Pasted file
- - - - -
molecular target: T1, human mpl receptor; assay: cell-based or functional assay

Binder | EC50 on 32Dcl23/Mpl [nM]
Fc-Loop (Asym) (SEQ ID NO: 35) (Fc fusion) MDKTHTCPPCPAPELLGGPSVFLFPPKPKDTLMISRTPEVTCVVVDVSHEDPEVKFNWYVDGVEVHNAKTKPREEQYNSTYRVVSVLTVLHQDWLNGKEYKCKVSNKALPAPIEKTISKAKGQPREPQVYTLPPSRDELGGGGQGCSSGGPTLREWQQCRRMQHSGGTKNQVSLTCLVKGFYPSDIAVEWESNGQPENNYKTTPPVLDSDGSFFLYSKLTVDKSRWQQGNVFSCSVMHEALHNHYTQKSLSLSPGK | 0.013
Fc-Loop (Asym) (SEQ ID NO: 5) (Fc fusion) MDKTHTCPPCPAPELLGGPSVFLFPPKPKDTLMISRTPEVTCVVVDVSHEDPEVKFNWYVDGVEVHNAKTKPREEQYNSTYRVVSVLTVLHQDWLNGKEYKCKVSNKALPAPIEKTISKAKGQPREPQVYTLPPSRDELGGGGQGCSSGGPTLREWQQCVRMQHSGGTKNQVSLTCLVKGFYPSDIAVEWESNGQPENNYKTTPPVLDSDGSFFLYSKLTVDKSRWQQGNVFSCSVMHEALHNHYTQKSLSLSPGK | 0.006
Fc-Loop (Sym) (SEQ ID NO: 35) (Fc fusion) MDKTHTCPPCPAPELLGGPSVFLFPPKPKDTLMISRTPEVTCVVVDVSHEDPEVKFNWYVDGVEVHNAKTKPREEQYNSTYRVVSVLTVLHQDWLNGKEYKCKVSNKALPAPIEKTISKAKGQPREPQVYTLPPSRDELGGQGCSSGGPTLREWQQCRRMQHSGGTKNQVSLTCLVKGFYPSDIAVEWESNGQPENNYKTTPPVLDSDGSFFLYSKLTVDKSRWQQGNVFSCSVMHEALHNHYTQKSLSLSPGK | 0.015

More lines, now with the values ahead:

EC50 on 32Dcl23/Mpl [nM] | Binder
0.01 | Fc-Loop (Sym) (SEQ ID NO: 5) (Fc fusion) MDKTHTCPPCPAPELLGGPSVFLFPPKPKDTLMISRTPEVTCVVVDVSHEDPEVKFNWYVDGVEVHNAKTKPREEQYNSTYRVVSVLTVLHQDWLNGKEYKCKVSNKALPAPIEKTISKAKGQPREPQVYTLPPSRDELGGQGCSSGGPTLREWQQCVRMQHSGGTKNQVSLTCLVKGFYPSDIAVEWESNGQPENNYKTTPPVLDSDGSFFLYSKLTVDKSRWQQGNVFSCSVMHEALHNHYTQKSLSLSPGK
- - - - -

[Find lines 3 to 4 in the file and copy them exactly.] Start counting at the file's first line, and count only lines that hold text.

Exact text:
Fc-Loop (Asym) (SEQ ID NO: 35) (Fc fusion) MDKTHTCPPCPAPELLGGPSVFLFPPKPKDTLMISRTPEVTCVVVDVSHEDPEVKFNWYVDGVEVHNAKTKPREEQYNSTYRVVSVLTVLHQDWLNGKEYKCKVSNKALPAPIEKTISKAKGQPREPQVYTLPPSRDELGGGGQGCSSGGPTLREWQQCRRMQHSGGTKNQVSLTCLVKGFYPSDIAVEWESNGQPENNYKTTPPVLDSDGSFFLYSKLTVDKSRWQQGNVFSCSVMHEALHNHYTQKSLSLSPGK | 0.013
Fc-Loop (Asym) (SEQ ID NO: 5) (Fc fusion) MDKTHTCPPCPAPELLGGPSVFLFPPKPKDTLMISRTPEVTCVVVDVSHEDPEVKFNWYVDGVEVHNAKTKPREEQYNSTYRVVSVLTVLHQDWLNGKEYKCKVSNKALPAPIEKTISKAKGQPREPQVYTLPPSRDELGGGGQGCSSGGPTLREWQQCVRMQHSGGTKNQVSLTCLVKGFYPSDIAVEWESNGQPENNYKTTPPVLDSDGSFFLYSKLTVDKSRWQQGNVFSCSVMHEALHNHYTQKSLSLSPGK | 0.006